75: Kindness of Strangers (5)
And I'm like, oh, there she is tapping, and I don't want to do this. I'm tired. I'm like [SIGH]. And then I had to reach for her name in my little-- what's this thing-- pocket day timer. And I'm like, OK, it's Laraine.
Then I walk down the street, and I say, hi, Laraine, how are you? And she goes, oh come on out Nick and join me, blah, blah, blah. And I think she assumed I'll bring out some music. That was it. I don't think she was expecting a suit and microphone stand and the PA, the CDs, the cassettes, the whole number.
Thanks to Laraine Goodman. This is the brains behind this wonderful event here. Say good evening, Laraine. Laraine Goodman Good evening, Laraine. Blake Eskin Nick's initial gesture of kindness to Laraine, a near stranger, made her into a local celebrity and made himself into an even bigger one. There were only a handful of people watching Laraine tap dance when Nick went outside with his instant Sinatra kit, which includes a few CDs from a series called Pocket Songs. The discs have the full Sinatra arrangements without a vocalist. The slogan is "You Sing the Hits."
Nick began with "I've Got the World on a String." The crowd built steadily. And right away, Nick had the crowd on a string, standing on the stoop, had the string around his finger. What a world. Nick Drakides [SINGING "I'VE GOT THE WORLD ON A STRING"] Blake Eskin Nick showed me a picture taken when he was 15. He's wearing a tuxedo, his hair parted to the side, standing at a microphone and pointing back at the camera. It is a picture of a 15-year-old boy from Poughkeepsie, New York in Frank Sinatra drag. Nick Drakides Basically, what I'm doing right now, I have been into since I was a kid, since I was 10 years old. Blake Eskin Nick trained as a jazz vocalist at Boston's Berklee College of Music, moved to New York, and after a while he found a job with the Starlight Orchestra, a 16-piece band that performs at high society weddings and corporate events. The Starlight Orchestra has five vocalists, and Nick is their Sinatra specialist.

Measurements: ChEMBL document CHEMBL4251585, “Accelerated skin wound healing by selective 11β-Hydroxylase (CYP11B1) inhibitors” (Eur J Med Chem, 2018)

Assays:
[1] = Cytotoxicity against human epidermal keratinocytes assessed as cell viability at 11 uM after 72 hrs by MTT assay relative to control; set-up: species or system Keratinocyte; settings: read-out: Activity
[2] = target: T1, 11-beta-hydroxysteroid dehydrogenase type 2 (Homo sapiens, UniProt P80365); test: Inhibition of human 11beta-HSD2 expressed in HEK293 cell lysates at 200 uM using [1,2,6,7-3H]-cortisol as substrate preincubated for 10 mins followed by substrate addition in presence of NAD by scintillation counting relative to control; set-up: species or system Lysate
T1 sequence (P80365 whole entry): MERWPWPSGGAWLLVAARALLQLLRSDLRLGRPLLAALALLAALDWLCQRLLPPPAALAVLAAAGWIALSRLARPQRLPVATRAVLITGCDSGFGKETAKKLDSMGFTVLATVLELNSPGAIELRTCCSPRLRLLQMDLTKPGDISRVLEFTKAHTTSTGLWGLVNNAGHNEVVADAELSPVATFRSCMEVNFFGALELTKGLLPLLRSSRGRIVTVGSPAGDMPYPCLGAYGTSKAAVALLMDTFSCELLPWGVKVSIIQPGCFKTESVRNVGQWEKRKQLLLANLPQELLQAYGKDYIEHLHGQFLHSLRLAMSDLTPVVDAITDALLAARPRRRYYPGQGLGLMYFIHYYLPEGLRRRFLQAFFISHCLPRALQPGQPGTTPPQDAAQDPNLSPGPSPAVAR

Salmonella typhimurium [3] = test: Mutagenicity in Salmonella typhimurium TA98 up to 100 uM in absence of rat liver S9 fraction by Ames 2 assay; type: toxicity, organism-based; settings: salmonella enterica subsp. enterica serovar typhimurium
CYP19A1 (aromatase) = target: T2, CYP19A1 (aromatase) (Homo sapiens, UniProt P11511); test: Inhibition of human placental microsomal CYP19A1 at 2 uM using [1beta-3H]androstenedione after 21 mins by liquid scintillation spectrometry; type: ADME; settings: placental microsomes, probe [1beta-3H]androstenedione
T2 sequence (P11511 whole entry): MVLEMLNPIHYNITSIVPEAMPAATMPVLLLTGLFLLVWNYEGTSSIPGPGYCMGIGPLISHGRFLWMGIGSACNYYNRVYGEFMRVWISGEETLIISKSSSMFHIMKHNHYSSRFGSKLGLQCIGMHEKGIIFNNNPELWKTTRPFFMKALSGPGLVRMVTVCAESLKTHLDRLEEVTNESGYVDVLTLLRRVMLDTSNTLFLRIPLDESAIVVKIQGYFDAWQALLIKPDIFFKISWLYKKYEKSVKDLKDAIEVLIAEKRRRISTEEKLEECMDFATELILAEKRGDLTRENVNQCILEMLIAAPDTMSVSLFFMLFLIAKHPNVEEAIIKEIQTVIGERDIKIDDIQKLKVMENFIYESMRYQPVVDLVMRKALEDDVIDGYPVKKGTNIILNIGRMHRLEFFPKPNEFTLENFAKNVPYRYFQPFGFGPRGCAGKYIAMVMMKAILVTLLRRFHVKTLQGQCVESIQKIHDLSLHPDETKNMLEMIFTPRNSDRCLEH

Each of us in the audience had been lured by the improbability of the situation, but Nick's stage presence kept us there. Most street performers in New York go where the tourists go, since most of us natives are too busy to stop and listen. Nick singing from his stoop, however, was a gift to his own neighborhood. Nick really knows how to work a room, even when it's not a room. He weaves his neighbor's names into the lyrics. Nick Drakides --anytime he moves his-- that's Brendan, our lovely neighbor here. Lucky me-- how ya doin' Richie-- can't you see I'm in love? Blake Eskin He plugs Gary and Wanda's thrift shop and thanks them for their help. He salutes a couple watching from a nearby fire escape. He dedicates "Witchcraft" to a pretty blonde standing in the back row and flirts with her at the end of the song. Nick Drakides [SINGING "WITCHCRAFT"] Ooh! I got a crush on you too, baby. Ooh, you're a fine witch! Blake Eskin Just like Frank would have done. Now, it's a safe bet that if Nick and Laraine had been break dancing or playing conga drums, the police would have shut them down in 20 minutes, tops. But the officers of the 9th Precinct fell under the same spell as the rest of us. And they couldn't bring themselves to get out of the patrol car to enforce the mayor's quality of life rules. Nick Drakides The first week they would circle around the block, speak through their megaphone. They would say, people, please don't block the streets. Please keep the streets clear. And that was it. That was the first week. The second week they requested "Summer Wind." Blake Eskin They requested "Summer Wind" through the megaphone? Nick Drakides Yes, through the megaphone as they were passing. The third week, the police came and they stopped their car, held up traffic, and they said, OK, "Summer Wind." They wanted to hear "Summer Wind." So I finished "Night and Day." I put "Summer Wind" on. And I went up on the steps. They manipulated their lights on the top and threw a white spotlight on me. And I started singing "Summer Wind." The crowd went crazy. They went nuts. And they were really into it. it's that whole New York, macho Italian, police, Irish, street-- it is, man. And evidently, what I'm doing, they connect with that.